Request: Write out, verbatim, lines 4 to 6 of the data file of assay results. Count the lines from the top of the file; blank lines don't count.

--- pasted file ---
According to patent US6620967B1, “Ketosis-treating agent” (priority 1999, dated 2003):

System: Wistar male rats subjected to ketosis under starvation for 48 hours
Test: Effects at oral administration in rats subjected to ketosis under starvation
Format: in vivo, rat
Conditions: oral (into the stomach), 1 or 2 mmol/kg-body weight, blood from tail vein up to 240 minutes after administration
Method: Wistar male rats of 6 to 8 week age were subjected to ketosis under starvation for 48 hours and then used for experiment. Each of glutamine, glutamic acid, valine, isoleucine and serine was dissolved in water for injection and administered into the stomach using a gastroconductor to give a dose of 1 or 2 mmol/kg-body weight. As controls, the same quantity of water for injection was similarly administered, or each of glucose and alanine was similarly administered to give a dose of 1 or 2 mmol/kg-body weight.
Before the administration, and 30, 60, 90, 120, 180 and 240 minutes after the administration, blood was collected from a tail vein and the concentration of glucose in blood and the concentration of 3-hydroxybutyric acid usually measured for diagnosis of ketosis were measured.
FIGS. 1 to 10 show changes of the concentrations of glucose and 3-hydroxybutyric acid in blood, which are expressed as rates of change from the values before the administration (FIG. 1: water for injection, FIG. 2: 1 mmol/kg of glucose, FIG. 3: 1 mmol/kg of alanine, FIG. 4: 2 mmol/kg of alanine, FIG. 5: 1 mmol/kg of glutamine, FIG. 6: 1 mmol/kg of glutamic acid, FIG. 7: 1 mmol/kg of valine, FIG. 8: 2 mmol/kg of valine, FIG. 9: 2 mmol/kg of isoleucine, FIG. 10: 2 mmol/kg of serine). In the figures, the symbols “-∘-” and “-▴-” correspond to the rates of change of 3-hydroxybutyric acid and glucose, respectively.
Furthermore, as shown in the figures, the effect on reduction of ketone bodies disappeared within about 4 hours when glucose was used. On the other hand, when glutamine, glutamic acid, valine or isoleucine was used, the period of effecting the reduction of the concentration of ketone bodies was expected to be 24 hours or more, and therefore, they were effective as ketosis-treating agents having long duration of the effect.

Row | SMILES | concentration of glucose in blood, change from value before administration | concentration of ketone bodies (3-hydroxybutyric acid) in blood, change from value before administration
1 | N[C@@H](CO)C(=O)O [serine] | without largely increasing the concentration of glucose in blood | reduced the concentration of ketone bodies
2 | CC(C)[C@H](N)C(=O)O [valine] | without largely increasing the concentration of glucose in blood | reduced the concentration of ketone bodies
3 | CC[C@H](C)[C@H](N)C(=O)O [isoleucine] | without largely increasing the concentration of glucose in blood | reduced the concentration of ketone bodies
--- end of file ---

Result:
Format: in vivo, rat
Conditions: oral (into the stomach), 1 or 2 mmol/kg-body weight, blood from tail vein up to 240 minutes after administration
Method: Wistar male rats of 6 to 8 week age were subjected to ketosis under starvation for 48 hours and then used for experiment. Each of glutamine, glutamic acid, valine, isoleucine and serine was dissolved in water for injection and administered into the stomach using a gastroconductor to give a dose of 1 or 2 mmol/kg-body weight. As controls, the same quantity of water for injection was similarly administered, or each of glucose and alanine was similarly administered to give a dose of 1 or 2 mmol/kg-body weight.